College Occupations and Walk-Outs Spread to Chicago

Peter Hudis

Summary: On student liberation zones and walk-outs in the Chicago area in response to the nationwide protests in support of Palestinian self-determination and against Israel’s ongoing genocide — Editors

The national impact of the student encampment at Columbia University in New York, which led to over 100 arrests and dozens of students barred from campus, is especially evident in developing events occurring in the Chicago area over the past several days.

On the morning of April 25, several hundred students occupied a section of Northwestern University in Evanston (just north of Chicago) to express solidarity with the struggle of the Palestinian people and demand that the University divest from holdings in companies doing business with the state of Israel. A broad array of on-campus chapters of groups such as Students for Justice in Palestine and Jewish Voice for Peace were among those helping to organize it.

As news of the liberation zone spread, the numbers of students setting up tents grew, as did those coming out in support of them—to the point that by that evening over 1,500 had gathered, with many spending the night. As of this writing, the encampment has gone on for three days and counting.

The Evanston police had a tussle with some students early on April 25 but made no arrests, saying they said would soon be back with the support from the Chicago Police Department if the encampment were not taken down. Three days later, the police have still not arrived—though it is clear a good deal of surveillance is being done by them. It is possible that the NU administration has taken note of how the brutalization of students at Columbia University, Emory University, and at other places has backfired, making the movement even stronger. Or they just might be biding their time before calling in the attack dogs.

The encampment is a magnificent display of the creativity of mass action: students coming together to create posters, art, and music in support of the cause; numerous workshops and discussions held in and around the tents on such issues as the history of Palestine and Zionism, the role of the state in suppressing dissent, and discussions on theoretical issues such as decoloniality, necropolitics, etc. Many of the posters created by students (dozens hung up on the college’s outside fence) linked the struggle in Palestine to immigrant rights, prisoner support, defense of democracy, etc.

A small number of pro-Zionist students and professors opposed to the encampment hung out near its edges for a spell, but they soon left (there were barely two dozen of them). The vast majority driving or walking by the campus expressed support for the protest. It marks the largest such event at NU since the anti-war demonstrations there in 1970.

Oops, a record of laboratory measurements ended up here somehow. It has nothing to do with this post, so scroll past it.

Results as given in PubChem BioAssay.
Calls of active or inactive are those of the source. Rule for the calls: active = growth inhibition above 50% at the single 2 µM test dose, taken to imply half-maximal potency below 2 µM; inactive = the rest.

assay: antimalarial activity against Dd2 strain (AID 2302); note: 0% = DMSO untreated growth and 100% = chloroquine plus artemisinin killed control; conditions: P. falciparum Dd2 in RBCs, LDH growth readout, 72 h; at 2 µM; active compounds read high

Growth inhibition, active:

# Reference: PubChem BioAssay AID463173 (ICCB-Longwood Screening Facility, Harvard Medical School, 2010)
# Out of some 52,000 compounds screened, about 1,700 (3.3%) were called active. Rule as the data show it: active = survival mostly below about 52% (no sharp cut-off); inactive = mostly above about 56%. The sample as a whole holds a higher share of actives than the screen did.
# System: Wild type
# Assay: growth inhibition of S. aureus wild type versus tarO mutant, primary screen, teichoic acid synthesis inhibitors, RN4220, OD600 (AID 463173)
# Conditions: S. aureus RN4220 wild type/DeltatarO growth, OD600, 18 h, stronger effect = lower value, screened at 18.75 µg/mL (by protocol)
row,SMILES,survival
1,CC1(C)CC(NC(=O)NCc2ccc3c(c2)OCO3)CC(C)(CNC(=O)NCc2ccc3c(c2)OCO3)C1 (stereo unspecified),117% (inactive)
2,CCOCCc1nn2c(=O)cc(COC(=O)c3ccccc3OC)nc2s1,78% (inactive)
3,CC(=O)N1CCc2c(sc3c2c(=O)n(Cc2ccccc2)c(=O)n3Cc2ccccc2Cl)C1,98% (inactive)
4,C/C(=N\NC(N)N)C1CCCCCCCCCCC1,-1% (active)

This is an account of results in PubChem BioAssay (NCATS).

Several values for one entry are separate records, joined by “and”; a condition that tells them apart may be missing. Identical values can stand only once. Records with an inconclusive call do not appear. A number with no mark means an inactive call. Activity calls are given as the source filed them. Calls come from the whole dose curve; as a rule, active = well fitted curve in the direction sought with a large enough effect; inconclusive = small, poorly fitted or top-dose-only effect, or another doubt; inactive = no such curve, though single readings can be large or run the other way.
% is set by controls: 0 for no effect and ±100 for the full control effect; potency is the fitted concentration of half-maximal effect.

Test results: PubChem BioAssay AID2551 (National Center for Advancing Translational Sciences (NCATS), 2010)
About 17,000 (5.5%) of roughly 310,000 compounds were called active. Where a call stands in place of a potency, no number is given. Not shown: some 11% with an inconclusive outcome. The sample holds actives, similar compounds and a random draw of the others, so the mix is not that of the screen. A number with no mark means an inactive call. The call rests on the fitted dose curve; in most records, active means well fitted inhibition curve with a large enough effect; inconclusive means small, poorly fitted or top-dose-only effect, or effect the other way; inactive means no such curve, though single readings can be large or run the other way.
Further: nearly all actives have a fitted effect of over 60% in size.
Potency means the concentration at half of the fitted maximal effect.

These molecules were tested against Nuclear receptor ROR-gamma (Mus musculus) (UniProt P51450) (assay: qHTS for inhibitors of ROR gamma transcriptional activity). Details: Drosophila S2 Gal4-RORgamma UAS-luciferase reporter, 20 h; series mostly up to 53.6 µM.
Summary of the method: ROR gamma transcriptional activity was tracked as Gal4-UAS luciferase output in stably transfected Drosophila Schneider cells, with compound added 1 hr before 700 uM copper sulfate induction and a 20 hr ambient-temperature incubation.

Despite the ongoing efforts to paint these protests as putting Jews in potential harm’s way, the complete opposite is in fact the case. On Friday night (April 26) Omar Suliman led Friday evening Muslim prayers, while Jewish students held an outdoor Passover Seder the next day in which students of many different faiths and backgrounds participated. The atmosphere is one of complete solidarity and comradeship with all those who oppose Israel’s genocidal war and the Biden administration’s disgusting support for it.

To be sure, these protests are discomforting to many people—just as the Civil Rights Movement of the 1950s and 1960s was to many whites who viewed racial segregation “as their way of life” and the Black Lives Matter protests of 2020 were viewed by those who applaud racist police as their “protectors.” And they are meant to be discomforting—because the U.S. complicity with Israel’s outright genocide demands that all links to the Israeli state be broken NOW.

The same sentiment drove the walk-out held at three downtown Chicago colleges on April 26—Columbia College, Roosevelt University, and the School of the Art Institute. None of these colleges has an outdoor space that can house an encampment, but an initial group of about 100 students from Columbia College quickly grew to several thousand from the three colleges as news of the walkout spread. Students and their supporters then shut down Michigan Ave (without a march permit). There was a heavy police presence, but they let the march continue.

It was great to see the energy and creativity displayed by these young students—the range of chants and posters was the best I have seen in the many protests I have attended since Oct. 7. The main one, of course (as in so many other places) is “Disclose and Divest, We Won’t Stop and We Won’t Rest.” Meanwhile, teach-ins occurred this week at two other area colleges—at the University of Chicago and Loyola University.

Chicago has not seen this level of student activism in many years. and plans for further actions are planned at other colleges and universities. Something like this comes along once every few decades—so now is the time to get out there and support these and related actions.


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